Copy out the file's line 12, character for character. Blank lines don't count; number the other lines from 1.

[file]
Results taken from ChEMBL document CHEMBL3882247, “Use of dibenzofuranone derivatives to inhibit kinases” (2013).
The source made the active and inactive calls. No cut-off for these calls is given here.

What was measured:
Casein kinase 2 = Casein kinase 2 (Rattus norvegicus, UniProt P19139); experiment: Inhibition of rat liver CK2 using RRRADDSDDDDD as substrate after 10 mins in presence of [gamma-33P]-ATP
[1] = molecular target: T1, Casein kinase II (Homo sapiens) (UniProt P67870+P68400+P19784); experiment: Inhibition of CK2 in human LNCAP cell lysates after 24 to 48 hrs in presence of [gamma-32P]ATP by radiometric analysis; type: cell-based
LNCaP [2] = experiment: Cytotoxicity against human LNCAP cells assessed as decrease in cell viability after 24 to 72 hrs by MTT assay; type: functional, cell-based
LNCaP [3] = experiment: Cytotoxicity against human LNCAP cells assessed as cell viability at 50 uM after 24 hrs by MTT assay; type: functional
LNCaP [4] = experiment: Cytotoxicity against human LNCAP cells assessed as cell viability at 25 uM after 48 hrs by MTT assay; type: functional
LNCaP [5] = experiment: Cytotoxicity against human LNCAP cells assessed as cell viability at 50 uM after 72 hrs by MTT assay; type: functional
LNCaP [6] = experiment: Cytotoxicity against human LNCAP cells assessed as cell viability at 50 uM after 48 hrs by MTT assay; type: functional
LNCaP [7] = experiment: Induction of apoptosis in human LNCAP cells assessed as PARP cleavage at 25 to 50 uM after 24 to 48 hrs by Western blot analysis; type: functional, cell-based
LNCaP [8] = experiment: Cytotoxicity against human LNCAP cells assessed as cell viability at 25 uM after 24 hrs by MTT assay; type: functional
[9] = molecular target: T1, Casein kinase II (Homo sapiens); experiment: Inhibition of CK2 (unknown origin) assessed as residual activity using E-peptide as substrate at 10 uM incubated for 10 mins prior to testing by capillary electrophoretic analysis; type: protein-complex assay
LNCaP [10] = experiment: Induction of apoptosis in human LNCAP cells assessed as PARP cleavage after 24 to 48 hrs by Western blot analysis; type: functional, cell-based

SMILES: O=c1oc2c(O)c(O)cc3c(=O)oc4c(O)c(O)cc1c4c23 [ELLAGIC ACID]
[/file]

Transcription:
LNCaP [8] = experiment: Cytotoxicity against human LNCAP cells assessed as cell viability at 25 uM after 24 hrs by MTT assay; type: functional